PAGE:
Mount Maria was the shortest mountain among the ranges surrounding Hacienda de Luna. There were inhabited villages at the foot of the mountain, but none among the villagers dared to build a home midway, or at the top. It's not because living things would not be able to thrive there due to its freezing environment, but because of the scary ancient tales that were carried down to the next generation.
On the way to the mountain, as tales told it, you must pass a big acacia tree where you would see a gigantic, demon-like creature who would blow the smoke of his tobacco pipe on you. If you would not faint in seeing him, let alone that cloud of smoke, then you could pass the first test.
The next test would be walking into a path that would suddenly lead you into a cemetery. Its corpses would suddenly float from their coffins to claw on your neck or block your way. If you wouldn't allow your fear to tear down your bravery and you continue walking through that imaginary path you first saw, then you can pass the second test.
The third one would be to pass by a bamboo tree where its highest stalk would suddenly claw on your neck. It would then lift you high into the sky and suddenly drop you off towards the open grave surrounded by lighted candles.
The fourth one would be seeing a floating woman whose face is angelic, but would then turn into a scary look, sticking to your vision as you continue to walk.
The next would be a path turning into a sea of swords. Bellies of children would be sticking on its tips. A frightening cry of a mother would then be heard, asking you to pull out one of the babies from the sword. If you are strong enough to see the burst of blood and abdominal contents right into your eyes, you will pass the fifth.
Each failure you commit would increase the severity of your tests. As expected, people would see you in the morning with pupils dilated and absent heartbeat.
Several years ago, there was a man who succeeded in his journey towards the top of the mountain. According to older folks, his desire to end his life made him pass through all these tests. Rumors even had it that once he succeeded, he was granted to live peacefully on top of the mountain. These supernatural friends had then become his protector.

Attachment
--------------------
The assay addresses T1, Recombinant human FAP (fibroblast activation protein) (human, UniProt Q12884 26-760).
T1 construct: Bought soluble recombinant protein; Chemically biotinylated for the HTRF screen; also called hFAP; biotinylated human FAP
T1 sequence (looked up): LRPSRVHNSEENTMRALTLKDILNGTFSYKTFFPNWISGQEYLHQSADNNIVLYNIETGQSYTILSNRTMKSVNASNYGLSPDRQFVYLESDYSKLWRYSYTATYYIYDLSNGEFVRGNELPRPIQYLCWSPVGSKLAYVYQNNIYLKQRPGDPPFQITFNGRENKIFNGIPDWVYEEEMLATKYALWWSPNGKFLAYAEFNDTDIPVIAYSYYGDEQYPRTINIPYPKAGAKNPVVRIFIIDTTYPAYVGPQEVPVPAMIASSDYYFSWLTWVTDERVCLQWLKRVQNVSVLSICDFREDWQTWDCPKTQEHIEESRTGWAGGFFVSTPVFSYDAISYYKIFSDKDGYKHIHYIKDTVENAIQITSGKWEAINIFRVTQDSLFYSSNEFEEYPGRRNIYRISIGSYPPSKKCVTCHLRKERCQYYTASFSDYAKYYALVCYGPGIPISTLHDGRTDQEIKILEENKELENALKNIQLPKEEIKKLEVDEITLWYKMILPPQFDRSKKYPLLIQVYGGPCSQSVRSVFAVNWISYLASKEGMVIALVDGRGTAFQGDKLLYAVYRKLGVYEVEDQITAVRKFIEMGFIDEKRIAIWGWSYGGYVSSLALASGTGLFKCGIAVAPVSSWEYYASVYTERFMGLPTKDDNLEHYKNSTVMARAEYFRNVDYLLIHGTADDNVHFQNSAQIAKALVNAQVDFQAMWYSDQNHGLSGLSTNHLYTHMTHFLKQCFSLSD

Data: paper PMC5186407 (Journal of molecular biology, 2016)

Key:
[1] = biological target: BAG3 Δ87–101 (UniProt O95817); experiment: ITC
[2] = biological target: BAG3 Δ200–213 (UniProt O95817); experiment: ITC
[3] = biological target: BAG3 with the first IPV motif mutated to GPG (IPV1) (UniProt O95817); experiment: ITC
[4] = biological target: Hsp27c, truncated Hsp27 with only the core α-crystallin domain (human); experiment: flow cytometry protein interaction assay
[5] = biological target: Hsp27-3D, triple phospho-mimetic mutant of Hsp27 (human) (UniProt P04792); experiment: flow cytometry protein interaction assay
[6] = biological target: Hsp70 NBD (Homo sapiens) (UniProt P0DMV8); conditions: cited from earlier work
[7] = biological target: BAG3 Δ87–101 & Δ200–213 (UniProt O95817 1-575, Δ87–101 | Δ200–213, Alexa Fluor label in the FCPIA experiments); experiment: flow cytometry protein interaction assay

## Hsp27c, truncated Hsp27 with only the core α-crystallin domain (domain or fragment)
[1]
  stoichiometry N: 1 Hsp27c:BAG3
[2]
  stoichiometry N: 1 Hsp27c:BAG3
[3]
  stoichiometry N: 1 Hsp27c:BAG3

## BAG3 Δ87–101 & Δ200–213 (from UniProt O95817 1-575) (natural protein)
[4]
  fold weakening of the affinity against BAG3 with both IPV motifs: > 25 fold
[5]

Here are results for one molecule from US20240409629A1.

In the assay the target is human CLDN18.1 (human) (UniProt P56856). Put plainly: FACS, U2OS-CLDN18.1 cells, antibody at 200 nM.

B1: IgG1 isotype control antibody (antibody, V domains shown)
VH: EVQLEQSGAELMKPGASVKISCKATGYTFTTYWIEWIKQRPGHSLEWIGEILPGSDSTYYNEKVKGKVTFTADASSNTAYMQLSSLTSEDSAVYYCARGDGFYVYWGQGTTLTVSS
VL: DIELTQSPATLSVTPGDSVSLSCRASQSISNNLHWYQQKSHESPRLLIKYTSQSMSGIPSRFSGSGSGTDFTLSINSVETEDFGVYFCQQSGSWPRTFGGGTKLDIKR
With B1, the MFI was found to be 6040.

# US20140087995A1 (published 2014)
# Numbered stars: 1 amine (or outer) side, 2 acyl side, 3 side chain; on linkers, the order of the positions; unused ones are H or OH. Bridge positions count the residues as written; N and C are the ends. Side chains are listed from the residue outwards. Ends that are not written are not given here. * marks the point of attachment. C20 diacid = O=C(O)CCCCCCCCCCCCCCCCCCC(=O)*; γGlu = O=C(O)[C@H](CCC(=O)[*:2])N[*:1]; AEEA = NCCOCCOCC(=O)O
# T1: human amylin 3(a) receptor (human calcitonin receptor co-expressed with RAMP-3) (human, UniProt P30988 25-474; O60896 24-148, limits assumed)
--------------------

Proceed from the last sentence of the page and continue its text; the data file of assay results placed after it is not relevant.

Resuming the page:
Manong Isko, the man who earned the favor of the mountain goddess, had once built his home together with the villagers. Yet, due to a tragic event that caused the death of his wife and his children, he chose to dissociate with them.
He fought his way towards the top of the mountain amidst the horrible challenges. For him, living alone would be much safer and comfortable than to be with these neighbors who never cared to save his family from tragedy.
It happened thirty years ago during a rainy season when a tornado fell on a creek above the mountain. The moving destructive vortex of violently rotating winds, having the appearance of a funnel-shaped cloud and advancing beneath an extensive storm system pulled up a massive amount of water from the overflowing creek. It later smashed those tons of water on the creek, resulting in a great deluge the moment it reached the plain. The violent force of the water then washed those houses by the creekside towards the sea.
Among those unfortunate lives the calamity claimed were Manong Isko's wife and their two sons. Only one survived, and it was her two-month-old youngest daughter. Miraculously washed into a dry bank, the villagers found her unharmed. The violence of the flood did not spare anyone who lived a few meters away from the creek, and the survival of this helpless infant was a miracle. The villagers could only point one possible reason--Goddess Maria saved her!
When the event happened, Manong Isko was not around. He was at the home of the de Luna's, and his family's lives lay only at the mercy of his fellow villagers. However, he learned later that none of them dared to wade into the raging flood to rescue the affected people, including his family. All of them were just too afraid to risk themselves.
With great pain and humiliation, he buried his family alone and did not return to the village anymore. The villagers saw him climbed up and down the rough terrain afterward towards the mountaintop with his horse every weekend.
Beside the fence of Hacienda de Luna, a few years later, the villagers saw him paving a wider path enough for a big truck to pass through towards the top of the mountain. However, no one dared to set their foot on it until years later. Among the later generation, a few brave men invaded Goddess Maria's scariest territory, the mountain top. There, they saw the haunted house of Manong Isko, making them believe that he had become one of those supernatural dwellers of the place.
A few years passed, and Manong Isko got himself a hired team who worked with him with some pieces of machinery and equipment. The road construction had become faster and more efficient. Having his proposal for a new road paving and construction approved, the district government allocated a budget for the development of his self-made lime path into a broader, asphalt road.
The government's objective was also for the Hacienda de Luna, which provided the municipality's essential commodities like corn, coconut, fruits, and vegetables. The wider road expansion benefitted them, especially during the harvest and planting seasons.
Nevertheless, no one still dared to cross the road during the night time. All because Maria, the goddess from which the mountain got its name, would make her scary appearances.
For many years back then, once every week, the whole village area would vibrate due to what they believed that Goddess Maria was navigating down the creek through her ship. They would hear one prolonged blast or two to three short blasts from her ship horn, that would signify her coming over.